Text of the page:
Ukrainian Churches, Asserting Freedom From Russian Influence Switch Calendars

The Russian Orthodox Church began centuries ago in Kyiv, the capital of Ukraine; but now, with that capital, as well as Ukraine itself, under attack from the Kremlin with the whole-hearted backing of its leader, Patriarch Kirill of Moscow, Ukrainian Churches are breaking away, with 1,500 parishes switching to the self-governing Orthodox Church of Ukraine and per survey, only 4% of Ukrainians identifying with the old church.

One effect of the change is that Ukrainians in increasing numbers now worship in their native Ukrainian, rather than in the more Russian-like Church Slavonic tongue.

Another impact of the Ukraine’s shifting religious landscape is that with local and regional bans of the Russian-linked church, Ukraine can now transfer leases of its historic church buildings to the new Orthodox Church of Ukraine.

“One of the reasons Russia needs to control its church so much is that those who influence the church have control of the country,” said Mikhailo Sivak, a priest at Intercession of the Theotokos Orthodox Cathedral. “If there are pro-Russians in Lviv they are few and silent. The number of Orthodox Churches of Ukraine churches is increasing significantly each month.”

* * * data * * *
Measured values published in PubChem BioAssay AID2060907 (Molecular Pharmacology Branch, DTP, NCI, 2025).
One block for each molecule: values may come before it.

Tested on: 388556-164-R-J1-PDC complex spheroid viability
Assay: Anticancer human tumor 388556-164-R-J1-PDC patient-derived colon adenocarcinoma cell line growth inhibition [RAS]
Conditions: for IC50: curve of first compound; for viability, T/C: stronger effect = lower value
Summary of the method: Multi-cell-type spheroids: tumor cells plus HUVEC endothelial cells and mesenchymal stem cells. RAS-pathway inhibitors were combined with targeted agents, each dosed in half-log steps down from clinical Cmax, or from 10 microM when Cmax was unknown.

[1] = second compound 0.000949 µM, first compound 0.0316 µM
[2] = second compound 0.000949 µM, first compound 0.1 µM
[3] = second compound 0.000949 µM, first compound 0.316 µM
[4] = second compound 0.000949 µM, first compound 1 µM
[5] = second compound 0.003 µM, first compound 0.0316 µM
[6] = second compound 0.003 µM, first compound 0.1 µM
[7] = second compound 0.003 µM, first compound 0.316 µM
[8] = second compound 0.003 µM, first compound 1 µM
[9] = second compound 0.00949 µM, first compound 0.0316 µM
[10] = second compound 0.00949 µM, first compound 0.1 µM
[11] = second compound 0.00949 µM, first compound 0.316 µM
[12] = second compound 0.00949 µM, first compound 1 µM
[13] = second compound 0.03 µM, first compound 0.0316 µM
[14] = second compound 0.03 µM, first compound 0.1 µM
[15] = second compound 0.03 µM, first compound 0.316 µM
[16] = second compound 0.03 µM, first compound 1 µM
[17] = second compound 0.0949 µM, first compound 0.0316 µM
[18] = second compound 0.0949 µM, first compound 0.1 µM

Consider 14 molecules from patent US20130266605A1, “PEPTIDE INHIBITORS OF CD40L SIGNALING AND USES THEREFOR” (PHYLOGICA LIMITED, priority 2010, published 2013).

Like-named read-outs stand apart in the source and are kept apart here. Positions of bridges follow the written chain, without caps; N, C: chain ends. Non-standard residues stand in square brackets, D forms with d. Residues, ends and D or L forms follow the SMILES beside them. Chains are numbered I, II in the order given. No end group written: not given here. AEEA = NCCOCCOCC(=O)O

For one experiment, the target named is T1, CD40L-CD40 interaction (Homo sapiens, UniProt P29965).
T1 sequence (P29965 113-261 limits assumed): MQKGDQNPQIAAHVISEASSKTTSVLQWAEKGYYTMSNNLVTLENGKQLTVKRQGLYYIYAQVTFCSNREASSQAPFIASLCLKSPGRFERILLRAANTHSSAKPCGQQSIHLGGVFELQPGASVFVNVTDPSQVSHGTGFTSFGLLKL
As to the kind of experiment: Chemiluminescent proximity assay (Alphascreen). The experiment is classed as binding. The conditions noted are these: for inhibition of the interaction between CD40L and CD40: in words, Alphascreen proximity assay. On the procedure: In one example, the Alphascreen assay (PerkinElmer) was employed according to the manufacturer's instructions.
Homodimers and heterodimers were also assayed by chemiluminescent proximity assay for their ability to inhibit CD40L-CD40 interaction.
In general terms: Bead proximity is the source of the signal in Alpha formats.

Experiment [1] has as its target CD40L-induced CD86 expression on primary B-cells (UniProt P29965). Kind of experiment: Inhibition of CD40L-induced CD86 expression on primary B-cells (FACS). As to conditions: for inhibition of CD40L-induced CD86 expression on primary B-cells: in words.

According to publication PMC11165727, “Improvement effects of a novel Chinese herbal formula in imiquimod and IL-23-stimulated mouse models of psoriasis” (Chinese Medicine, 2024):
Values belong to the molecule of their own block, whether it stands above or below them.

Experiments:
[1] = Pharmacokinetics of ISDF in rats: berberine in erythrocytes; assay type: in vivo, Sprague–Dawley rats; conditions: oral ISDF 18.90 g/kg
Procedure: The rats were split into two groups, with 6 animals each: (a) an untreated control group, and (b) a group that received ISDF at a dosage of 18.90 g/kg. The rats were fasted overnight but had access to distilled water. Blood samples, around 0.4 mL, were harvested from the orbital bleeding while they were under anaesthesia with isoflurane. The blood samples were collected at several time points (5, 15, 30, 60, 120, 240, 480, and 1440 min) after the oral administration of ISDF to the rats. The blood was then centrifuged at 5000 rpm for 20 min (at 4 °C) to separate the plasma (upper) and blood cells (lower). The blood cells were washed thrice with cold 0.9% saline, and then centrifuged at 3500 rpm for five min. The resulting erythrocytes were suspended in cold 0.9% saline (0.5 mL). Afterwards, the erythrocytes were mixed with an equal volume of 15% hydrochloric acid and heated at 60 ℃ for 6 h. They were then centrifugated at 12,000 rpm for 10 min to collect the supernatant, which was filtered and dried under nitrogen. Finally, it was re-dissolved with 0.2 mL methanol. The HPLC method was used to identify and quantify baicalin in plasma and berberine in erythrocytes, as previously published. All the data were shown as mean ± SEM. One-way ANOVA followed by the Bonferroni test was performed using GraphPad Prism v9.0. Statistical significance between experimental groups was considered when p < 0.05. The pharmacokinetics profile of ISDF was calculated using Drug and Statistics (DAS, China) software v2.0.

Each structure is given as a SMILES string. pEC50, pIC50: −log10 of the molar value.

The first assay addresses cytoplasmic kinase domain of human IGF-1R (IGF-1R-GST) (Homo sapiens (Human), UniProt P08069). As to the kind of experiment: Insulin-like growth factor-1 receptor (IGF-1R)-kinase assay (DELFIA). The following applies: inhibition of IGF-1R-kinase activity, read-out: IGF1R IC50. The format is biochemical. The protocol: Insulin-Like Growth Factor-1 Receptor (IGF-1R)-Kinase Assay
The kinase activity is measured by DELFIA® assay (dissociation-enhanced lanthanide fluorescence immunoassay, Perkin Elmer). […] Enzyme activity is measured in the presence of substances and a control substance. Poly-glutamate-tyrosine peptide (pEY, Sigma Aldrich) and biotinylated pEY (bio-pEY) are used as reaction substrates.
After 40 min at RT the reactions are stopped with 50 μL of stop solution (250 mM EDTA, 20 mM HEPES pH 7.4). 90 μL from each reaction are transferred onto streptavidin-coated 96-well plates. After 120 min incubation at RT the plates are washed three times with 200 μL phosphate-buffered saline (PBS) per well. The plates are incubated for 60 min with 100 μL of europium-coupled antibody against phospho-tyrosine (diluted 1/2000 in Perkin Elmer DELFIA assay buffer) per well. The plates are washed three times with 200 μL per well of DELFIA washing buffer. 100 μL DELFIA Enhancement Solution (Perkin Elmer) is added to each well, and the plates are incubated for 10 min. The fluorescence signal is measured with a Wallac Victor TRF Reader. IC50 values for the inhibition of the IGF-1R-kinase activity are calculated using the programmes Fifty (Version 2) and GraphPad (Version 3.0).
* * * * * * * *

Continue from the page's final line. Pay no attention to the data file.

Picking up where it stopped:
But the biggest impact of them all is at hand: a shift in the marking of time itself from the Julian calendar—in use for nearly half a millennium—to the Gregorian calendar. The use of the Julian calendar has, since 1582, been at the heart of the Orthodox church’s identity, a time continuum separate and distinct from the alternative Gregorian calendar which was brought into existence by papal decree.

By shifting to the Gregorian calendar, millions of Ukrainians accustomed to celebrating Christmas on January 7, will now observe it on December 25, along with most of the Western Christian world.

As Ukrainian Orthodox Abbott Job Olshansky told his flock on a recent Sunday, “The desire to preserve and affirm our own, Ukrainian, spiritual identity, protection from the aggression of the ‘Russian world,’ requires us to make a timely decision.”

Olshansky said he was one of only two priests at a meeting of about 20 Ukrainian Orthodox-Moscow Patriarchate clergy a few weeks after the full-scale invasion to decry the Russian invasion.

“They said it’s the Americans dropping bombs on us, and Russia is innocent,” Olshansky said. “That’s when I realized I could not keep working with these people, when my family near Irpin and Bucha were being bombed.”

The switch will happen September first.

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